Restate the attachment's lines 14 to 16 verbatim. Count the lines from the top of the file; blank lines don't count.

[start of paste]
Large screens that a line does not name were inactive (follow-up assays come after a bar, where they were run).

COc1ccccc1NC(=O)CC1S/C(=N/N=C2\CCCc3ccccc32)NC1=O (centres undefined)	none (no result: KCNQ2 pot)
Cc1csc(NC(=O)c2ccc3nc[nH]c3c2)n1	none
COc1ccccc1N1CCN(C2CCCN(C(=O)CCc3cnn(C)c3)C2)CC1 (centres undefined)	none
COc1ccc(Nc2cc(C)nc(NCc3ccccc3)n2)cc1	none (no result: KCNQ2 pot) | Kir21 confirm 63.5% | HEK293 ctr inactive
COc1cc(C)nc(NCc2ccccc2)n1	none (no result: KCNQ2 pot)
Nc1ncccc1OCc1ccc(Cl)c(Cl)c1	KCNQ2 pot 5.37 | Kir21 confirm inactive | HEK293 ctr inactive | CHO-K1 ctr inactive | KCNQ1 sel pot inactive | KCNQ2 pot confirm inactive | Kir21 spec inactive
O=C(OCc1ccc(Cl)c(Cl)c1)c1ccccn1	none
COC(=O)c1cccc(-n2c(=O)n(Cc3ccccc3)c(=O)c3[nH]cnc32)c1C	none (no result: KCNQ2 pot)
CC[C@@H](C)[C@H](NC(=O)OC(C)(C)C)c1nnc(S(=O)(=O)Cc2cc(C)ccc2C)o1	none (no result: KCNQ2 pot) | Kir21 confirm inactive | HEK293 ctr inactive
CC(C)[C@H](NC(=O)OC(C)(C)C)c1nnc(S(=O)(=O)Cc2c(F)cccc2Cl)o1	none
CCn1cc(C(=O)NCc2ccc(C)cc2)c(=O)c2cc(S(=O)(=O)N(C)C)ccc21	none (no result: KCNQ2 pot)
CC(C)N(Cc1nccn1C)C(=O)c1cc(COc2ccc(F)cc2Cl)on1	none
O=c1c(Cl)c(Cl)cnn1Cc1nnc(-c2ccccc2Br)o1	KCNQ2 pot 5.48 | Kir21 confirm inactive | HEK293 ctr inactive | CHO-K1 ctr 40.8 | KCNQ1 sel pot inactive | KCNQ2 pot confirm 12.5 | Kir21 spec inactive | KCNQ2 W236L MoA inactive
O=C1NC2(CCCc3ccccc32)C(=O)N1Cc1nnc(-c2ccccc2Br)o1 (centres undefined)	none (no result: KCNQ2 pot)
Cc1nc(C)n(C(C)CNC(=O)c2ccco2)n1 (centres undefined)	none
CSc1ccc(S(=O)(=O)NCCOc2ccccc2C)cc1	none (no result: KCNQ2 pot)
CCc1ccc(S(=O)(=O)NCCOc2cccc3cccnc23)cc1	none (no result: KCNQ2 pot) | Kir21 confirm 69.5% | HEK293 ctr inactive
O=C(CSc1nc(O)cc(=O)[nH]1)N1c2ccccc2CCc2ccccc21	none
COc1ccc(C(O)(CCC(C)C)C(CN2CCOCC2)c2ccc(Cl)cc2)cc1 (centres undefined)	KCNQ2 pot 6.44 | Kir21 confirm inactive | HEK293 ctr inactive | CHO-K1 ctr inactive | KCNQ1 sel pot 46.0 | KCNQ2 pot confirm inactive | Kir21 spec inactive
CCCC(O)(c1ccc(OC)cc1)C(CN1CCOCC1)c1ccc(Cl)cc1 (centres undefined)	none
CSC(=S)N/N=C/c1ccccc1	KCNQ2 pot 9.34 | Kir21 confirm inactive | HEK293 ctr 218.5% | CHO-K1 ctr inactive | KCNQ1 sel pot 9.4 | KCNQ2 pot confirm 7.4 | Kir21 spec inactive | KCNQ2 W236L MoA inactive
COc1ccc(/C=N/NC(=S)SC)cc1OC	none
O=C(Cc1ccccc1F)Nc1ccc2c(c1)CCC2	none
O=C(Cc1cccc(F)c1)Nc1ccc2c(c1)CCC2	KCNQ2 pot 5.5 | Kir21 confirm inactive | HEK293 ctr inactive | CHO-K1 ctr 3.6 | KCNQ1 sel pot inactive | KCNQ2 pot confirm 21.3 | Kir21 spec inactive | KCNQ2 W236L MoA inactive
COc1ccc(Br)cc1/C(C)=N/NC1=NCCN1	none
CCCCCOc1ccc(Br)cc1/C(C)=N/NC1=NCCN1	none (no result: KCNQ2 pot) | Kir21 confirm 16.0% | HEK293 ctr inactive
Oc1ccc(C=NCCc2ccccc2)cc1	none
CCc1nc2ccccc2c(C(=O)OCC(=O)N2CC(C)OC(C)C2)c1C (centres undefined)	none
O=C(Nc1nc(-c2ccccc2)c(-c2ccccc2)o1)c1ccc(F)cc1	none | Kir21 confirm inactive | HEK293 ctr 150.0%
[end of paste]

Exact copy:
O=c1c(Cl)c(Cl)cnn1Cc1nnc(-c2ccccc2Br)o1	KCNQ2 pot 5.48 | Kir21 confirm inactive | HEK293 ctr inactive | CHO-K1 ctr 40.8 | KCNQ1 sel pot inactive | KCNQ2 pot confirm 12.5 | Kir21 spec inactive | KCNQ2 W236L MoA inactive
O=C1NC2(CCCc3ccccc32)C(=O)N1Cc1nnc(-c2ccccc2Br)o1 (centres undefined)	none (no result: KCNQ2 pot)
Cc1nc(C)n(C(C)CNC(=O)c2ccco2)n1 (centres undefined)	none